There is a distinct difference between simply being a bad leader and one who is mentally abusive.
That notion was confirmed in a recent appeal of an Alberta Worker’s Compensation Board ruling involving a claim for a psychological injury.
The worker, who was not identified nor was her employer, was diagnosed by her family physician and psychologist with anxiety disorder, adjustment disorder and depression.
She said the injury was caused by two years of bullying and harassment in the workplace, something her doctor and psychiatrist supported.
She pointed to a number of specific events and actions by her supervisor as the root cause, including:
- making demeaning comments or ignoring her during toolbox meetings
- making inappropriate statements in an elevated voice about his role as supervisor
- alienating her by not allowing her to eat lunch with co-workers
- calling her his “work wife” in front of peers, which embarrassed her and made her feel like she had to defend herself
- requiring her to change a statement to avoid demeaning him
- speaking to her in a disrespectful work tone and setting an example for others that this is allowable
- taking credit for her work.
The employer’s response
Her employed investigated and determined the supervisor did not violate the workplace harassment, bullying and violence policy.
However, the investigation did reveal poor leadership and recommended the supervisor receive performance support, mentoring and coaching.
An investigation into 11 specific incidents reaffirmed that most of the complaints were true, with some variations, and the worker did work in an apparently hostile environment.
The worker took the position that the requirements are therefore met for her WCB claim to be accepted, including:
- a confirmed diagnosis for which work stressors are the prevailing cause;
- events which are outside the normal work pressures and tensions; and
- objective confirmation of the workplace events.
The employer, however, said it conducted an exhaustive investigation – it was thorough, unbiased and conducted by qualified HR professionals – and involved many witnesses. It concluded there were no findings of workplace harassment under the company’s workplace policy.
It indicated it would work with the supervisor and his poor leadership did not equate to bullying and harassment.
The appeals commission agreed with the original ruling to deny benefits to the woman. It ran briefly through its reasoning and addressed all 12 incidents. We will just dive into a couple for the purposes of this article.
First, it was satisfied that the woman had a confirmed psychological diagnosis. It did not question that in any manner.
The lunchroom issue
It then ran through some of the incidents that happened. For example, the worker said he did not want her to have lunch with “the guys” and that the lunchroom was “their room.” She felt socially isolated as a result.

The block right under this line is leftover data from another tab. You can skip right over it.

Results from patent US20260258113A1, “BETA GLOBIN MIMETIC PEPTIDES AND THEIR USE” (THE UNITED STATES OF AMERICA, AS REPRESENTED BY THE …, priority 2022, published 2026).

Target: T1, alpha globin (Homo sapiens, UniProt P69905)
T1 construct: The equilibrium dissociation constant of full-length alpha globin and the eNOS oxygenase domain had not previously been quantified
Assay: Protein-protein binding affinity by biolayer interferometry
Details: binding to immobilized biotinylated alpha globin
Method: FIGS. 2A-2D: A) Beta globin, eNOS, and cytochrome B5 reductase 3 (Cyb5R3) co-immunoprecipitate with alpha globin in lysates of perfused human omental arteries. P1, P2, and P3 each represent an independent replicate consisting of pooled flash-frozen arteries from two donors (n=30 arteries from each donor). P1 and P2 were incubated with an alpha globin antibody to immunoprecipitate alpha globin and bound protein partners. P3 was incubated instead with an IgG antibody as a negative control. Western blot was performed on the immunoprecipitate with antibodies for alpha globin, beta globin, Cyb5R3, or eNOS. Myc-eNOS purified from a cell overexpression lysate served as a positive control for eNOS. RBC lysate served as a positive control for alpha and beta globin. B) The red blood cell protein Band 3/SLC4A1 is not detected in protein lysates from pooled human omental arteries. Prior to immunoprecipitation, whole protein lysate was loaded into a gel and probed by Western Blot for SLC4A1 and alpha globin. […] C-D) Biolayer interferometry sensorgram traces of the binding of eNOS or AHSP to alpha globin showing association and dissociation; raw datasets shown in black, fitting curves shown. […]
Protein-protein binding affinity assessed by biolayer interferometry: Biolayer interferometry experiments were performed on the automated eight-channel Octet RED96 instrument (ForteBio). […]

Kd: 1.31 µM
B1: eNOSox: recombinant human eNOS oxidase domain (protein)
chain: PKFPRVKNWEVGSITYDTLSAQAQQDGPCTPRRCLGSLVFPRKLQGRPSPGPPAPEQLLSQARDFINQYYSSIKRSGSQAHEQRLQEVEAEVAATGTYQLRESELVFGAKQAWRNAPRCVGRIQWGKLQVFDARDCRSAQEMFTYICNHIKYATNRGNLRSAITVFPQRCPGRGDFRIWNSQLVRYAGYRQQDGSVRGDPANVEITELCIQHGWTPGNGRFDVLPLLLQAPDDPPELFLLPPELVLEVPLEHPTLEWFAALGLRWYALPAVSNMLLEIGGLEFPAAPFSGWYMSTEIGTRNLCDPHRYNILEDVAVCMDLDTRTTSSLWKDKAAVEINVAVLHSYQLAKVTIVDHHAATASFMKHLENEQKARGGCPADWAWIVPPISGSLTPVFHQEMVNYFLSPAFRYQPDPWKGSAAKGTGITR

The employer’s investigation found the supervisor acknowledged that the worker was being socially isolated by peers and he recommended that she eat privately or at different hours.
“We consider a supervisor telling a worker how to avoid conflict in the workplace to fall within interpersonal relations and conflicts and performance management,” the appeals commission said. It found no independent confirmation that this conversation was aggressive, threatening or was an excessive or unusual pressure or tension as required by policy.
The scissor incident
Another incident it examined was an allegation by the worker that the supervisor had aggressively thrown a pair of scissors into the garbage. The worker felt the action was violent in nature and it made her uncomfortable and fearful.
But the investigation revealed it was a workplace requirement that no scissors be on the site. When the supervisor found them, he threw them away. There was nothing to suggest, from the employer’s investigation, that there was any real violence involved in the action.
The ‘work wife’ comment
The supervisor didn’t specifically recall calling the woman his work wife, something she said was humiliating and left her feeling sexually harassed.
But the supervisor did say that he and the worker joked in this manner with each other. The employer’s investigation commented that this term was not overtly sexual on its own, and that no harassment by either party took place in this exchange.
While the worker was certainly offended, there was no evidence to support that it was aggressive, threatening, discriminatory or excessive and unusual, the appeals commission said.
While there was no question the worker had a confirmed mental health diagnosis, the link to the conduct in the workplace wasn’t strong enough, the appeals commission said.
“There was insufficient evidence before the panel to support there was confirmable harassing behaviour at the workplace or workplace events that were excessive or unusual in comparison to normal pressures and tension experienced in the workplace,” it said.
For more information see Decision No.: 2022-0325, 2022 CanLII 65082 (AB WCAC)